Communities nationwide are experimenting with housing options and services to help seniors live independently and stay in their own homes.
By Christopher J. Gearon, Contributing Editor, Kiplinger's Retirement Report
August 18, 2011
EDITOR'S NOTE: This article was originally published in the June 2011 issue of Kiplinger's Retirement Report. To subscribe, click here.
It's the small things that can mean the difference between remaining in your home and having to move to a care facility. Perhaps you no longer drive and need a ride to a doctor's appointment. Or maybe you can use some help preparing meals. When you change a ceiling light bulb, are you afraid of falling from the step stool?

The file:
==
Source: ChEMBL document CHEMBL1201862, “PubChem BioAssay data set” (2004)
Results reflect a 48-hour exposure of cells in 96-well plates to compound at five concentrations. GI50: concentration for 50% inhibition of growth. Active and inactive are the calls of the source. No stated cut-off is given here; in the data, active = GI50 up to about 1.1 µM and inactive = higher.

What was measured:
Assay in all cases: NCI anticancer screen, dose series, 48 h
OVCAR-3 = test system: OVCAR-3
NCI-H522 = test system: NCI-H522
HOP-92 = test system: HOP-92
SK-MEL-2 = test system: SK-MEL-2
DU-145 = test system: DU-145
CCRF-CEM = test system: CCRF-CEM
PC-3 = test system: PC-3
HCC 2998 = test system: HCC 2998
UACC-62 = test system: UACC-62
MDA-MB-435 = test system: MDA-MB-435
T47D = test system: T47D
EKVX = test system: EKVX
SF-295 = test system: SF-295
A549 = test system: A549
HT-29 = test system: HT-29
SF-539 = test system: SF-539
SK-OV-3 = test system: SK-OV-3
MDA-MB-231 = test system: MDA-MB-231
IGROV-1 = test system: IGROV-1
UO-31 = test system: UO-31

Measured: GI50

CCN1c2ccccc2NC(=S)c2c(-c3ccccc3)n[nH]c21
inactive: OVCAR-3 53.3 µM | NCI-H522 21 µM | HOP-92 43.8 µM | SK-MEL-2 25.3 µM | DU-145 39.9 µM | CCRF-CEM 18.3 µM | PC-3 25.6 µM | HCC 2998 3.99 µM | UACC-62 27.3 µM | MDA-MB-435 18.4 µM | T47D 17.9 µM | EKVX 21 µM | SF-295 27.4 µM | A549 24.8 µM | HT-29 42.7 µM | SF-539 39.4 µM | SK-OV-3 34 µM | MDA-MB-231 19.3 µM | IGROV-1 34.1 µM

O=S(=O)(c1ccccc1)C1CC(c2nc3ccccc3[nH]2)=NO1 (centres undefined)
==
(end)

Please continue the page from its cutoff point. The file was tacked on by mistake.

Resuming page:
The recognition that assistance in everyday matters can go a long way to maintain a senior's independence has spawned what's become known as the "aging in place" movement. Communities nationwide are experimenting with new living options and services that are designed to help older individuals stay put as long as possible. "We think it's what people want, and we think ultimately it's less expensive than institutionalizing people," says Greg Case, director of home and community-based services for the U.S. Administration on Aging. We've reviewed five types of aging-in-place housing options.